By Jenny Gehman
reprinted with permission from Anabaptist World magazine
My mother wore a large safety pin on her shirt every day for four years — the years when Donald Trump was president of the United States. Believing his presidency served as a threat to those living on the margins, specifically to those in the disabled, BIPOC and LGBTQ communities, my sweet Mama wanted to communicate to them (and to all) that they would be safe in her presence. That she would do them no harm. Her safety pin served as a visible representation of this desire and commitment.
I recently gathered up the courage to ask my adult son how he thought other people felt in my presence. He replied with an immediacy that surprised me. Safe, he said, as if right on cue. His answer took my breath away and brought tears to my eyes. Of all the things he could have said! This was a gift and a grace.
I’m under no illusion that this is how it has always been or still is today on any consistent basis. I am all too aware that, in my presence, others have felt at times condemned, judged or, God forbid, belittled, shamed, insignificant or unacceptable.
Perhaps it would do me well to wear my mother’s safety pin, not so much as an outward sign to others but as a reminder to my own dear self to remain a safe space for others to land.
Over the years, I have come to believe that the center of hospitality, about which I am passionate, is not about the creation of delicious food, beautiful tables or spotless homes. It is about the creation of safety.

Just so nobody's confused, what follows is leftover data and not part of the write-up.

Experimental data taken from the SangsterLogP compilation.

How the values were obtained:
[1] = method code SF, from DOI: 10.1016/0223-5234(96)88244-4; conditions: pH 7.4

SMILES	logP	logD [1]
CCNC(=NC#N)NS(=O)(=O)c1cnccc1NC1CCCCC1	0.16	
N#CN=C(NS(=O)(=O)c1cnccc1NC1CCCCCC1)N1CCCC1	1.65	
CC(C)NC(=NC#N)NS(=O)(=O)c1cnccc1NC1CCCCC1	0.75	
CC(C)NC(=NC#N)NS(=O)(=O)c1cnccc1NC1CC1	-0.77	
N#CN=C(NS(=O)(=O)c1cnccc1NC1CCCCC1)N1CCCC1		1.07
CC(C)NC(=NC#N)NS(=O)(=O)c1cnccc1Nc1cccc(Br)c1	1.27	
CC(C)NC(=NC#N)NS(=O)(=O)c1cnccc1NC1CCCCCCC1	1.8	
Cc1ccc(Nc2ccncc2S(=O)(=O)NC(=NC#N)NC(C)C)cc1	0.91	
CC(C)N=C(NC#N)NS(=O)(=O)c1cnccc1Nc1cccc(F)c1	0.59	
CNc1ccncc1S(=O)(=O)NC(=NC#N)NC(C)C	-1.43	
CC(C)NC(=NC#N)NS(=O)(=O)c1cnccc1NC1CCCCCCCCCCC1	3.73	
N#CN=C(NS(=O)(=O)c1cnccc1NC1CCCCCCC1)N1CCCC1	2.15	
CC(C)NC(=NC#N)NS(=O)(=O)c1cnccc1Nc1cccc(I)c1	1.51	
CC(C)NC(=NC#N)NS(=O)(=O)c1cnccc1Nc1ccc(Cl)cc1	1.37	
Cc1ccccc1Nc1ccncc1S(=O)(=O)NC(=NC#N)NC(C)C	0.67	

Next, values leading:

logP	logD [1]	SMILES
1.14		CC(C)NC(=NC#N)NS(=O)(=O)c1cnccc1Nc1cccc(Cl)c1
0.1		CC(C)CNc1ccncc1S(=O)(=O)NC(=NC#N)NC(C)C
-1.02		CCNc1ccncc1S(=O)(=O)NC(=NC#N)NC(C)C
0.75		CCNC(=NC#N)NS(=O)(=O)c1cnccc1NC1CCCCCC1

In hospitality, the helpful questions to ask are not so much, “What can I cook for dinner? or “How should I decorate my home?” but “What can I do to help you feel safe?” “What do you need in order to feel safe here, with me, with us?”
Have you noticed? It’s becoming harder to feel safe in this world of ours. Just yesterday a friend who recently returned to the U.S. after 20-plus years in Ireland relayed to me a rising panic she felt to get out of here and back to her European home. Back, she said, to a place where people don’t carry guns, where kids are not killed for knocking on doors or pulling into driveways or just plain going to school. Back to where going to the bank or the grocery store would not pose a threat to her life. I hear her loud and clear. The threats she feels are all too real.
So tell me, please, how do we welcome the stranger, those foreign to us in one way or another, when we feel threatened by them? The sad answer is: We cannot. When we feel threatened (and not just physically), we close ourselves off or arm ourselves up. We walk around in a defensive posture, and we shoot one another with bullets and blame. Our fear makes us unsafe for others.
One thing I struggle with about -Jesus is the way he seemed to have zero interest or investment in self- protection. It intrigues me, but mostly irks me. I’d rather not follow him there.
When we prioritize our own safety and security, we close our doors and lock them twice. We view others with suspicion. We keep our guard up and our weapons close. We are more concerned with keeping others out than welcoming them in. Not only in our personal lives or homes, but in our churches, communities, and countries.
We are strongly bordered and highly boundaried. Bumping up against barbed wire doesn’t feel very welcoming to those coming our way.
Extending hospitality is not always a neat affair in a tidy, controlled environment. Not everyone is easy to welcome. Hospitality is always holy but sometimes hard.
Who, because of their ideologies or identities, feels like a threat to us? To whom are our minds, hearts, churches or communities closed? Who are those bumping up against our barbed wire, and what are we going to do about them? For them? Whose safety will be paramount, ours or theirs?
“Welcome one another, therefore,” the Apostle Paul said, “just as Christ has welcomed you” (Romans 15:7, NRSV).
How do others feel in our presence? What can we do to help them feel safe?
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